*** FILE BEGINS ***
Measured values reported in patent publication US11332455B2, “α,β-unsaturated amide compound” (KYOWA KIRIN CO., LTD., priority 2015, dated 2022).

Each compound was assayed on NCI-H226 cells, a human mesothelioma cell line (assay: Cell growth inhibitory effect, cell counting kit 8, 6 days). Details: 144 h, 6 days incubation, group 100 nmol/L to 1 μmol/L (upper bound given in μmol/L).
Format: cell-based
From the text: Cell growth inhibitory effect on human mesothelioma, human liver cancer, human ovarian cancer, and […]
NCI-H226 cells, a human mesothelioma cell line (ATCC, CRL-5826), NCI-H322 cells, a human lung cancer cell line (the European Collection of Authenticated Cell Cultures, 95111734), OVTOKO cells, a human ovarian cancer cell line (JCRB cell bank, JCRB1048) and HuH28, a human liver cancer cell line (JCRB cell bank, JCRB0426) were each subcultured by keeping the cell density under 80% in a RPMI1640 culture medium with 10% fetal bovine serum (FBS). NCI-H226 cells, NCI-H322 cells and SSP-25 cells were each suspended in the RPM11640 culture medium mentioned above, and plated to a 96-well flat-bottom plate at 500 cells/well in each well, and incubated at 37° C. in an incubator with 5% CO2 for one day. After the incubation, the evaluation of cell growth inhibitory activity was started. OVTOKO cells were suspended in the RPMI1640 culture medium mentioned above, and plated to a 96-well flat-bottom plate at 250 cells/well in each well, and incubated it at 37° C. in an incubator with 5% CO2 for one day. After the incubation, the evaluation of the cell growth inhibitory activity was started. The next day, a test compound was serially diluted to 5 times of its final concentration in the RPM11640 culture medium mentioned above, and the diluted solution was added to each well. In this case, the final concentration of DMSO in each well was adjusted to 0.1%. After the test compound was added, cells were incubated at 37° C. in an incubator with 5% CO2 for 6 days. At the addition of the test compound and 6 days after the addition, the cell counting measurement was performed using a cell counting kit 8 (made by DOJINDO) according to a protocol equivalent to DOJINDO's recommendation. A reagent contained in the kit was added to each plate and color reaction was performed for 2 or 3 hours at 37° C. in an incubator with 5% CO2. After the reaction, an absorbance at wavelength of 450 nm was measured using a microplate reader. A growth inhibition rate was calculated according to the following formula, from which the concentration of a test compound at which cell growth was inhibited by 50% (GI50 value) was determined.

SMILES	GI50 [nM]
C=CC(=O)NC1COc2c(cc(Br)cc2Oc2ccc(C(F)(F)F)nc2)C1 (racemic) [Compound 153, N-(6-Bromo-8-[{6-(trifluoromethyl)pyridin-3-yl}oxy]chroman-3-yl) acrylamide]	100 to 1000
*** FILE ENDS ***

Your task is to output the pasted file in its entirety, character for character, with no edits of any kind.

Measured values reported in patent publication US11332455B2, “α,β-unsaturated amide compound” (KYOWA KIRIN CO., LTD., priority 2015, dated 2022).

Each compound was assayed on NCI-H226 cells, a human mesothelioma cell line (assay: Cell growth inhibitory effect, cell counting kit 8, 6 days). Details: 144 h, 6 days incubation, group 100 nmol/L to 1 μmol/L (upper bound given in μmol/L).
Format: cell-based
From the text: Cell growth inhibitory effect on human mesothelioma, human liver cancer, human ovarian cancer, and […]
NCI-H226 cells, a human mesothelioma cell line (ATCC, CRL-5826), NCI-H322 cells, a human lung cancer cell line (the European Collection of Authenticated Cell Cultures, 95111734), OVTOKO cells, a human ovarian cancer cell line (JCRB cell bank, JCRB1048) and HuH28, a human liver cancer cell line (JCRB cell bank, JCRB0426) were each subcultured by keeping the cell density under 80% in a RPMI1640 culture medium with 10% fetal bovine serum (FBS). NCI-H226 cells, NCI-H322 cells and SSP-25 cells were each suspended in the RPM11640 culture medium mentioned above, and plated to a 96-well flat-bottom plate at 500 cells/well in each well, and incubated at 37° C. in an incubator with 5% CO2 for one day. After the incubation, the evaluation of cell growth inhibitory activity was started. OVTOKO cells were suspended in the RPMI1640 culture medium mentioned above, and plated to a 96-well flat-bottom plate at 250 cells/well in each well, and incubated it at 37° C. in an incubator with 5% CO2 for one day. After the incubation, the evaluation of the cell growth inhibitory activity was started. The next day, a test compound was serially diluted to 5 times of its final concentration in the RPM11640 culture medium mentioned above, and the diluted solution was added to each well. In this case, the final concentration of DMSO in each well was adjusted to 0.1%. After the test compound was added, cells were incubated at 37° C. in an incubator with 5% CO2 for 6 days. At the addition of the test compound and 6 days after the addition, the cell counting measurement was performed using a cell counting kit 8 (made by DOJINDO) according to a protocol equivalent to DOJINDO's recommendation. A reagent contained in the kit was added to each plate and color reaction was performed for 2 or 3 hours at 37° C. in an incubator with 5% CO2. After the reaction, an absorbance at wavelength of 450 nm was measured using a microplate reader. A growth inhibition rate was calculated according to the following formula, from which the concentration of a test compound at which cell growth was inhibited by 50% (GI50 value) was determined.

SMILES	GI50 [nM]
C=CC(=O)NC1COc2c(cc(Br)cc2Oc2ccc(C(F)(F)F)nc2)C1 (racemic) [Compound 153, N-(6-Bromo-8-[{6-(trifluoromethyl)pyridin-3-yl}oxy]chroman-3-yl) acrylamide]	100 to 1000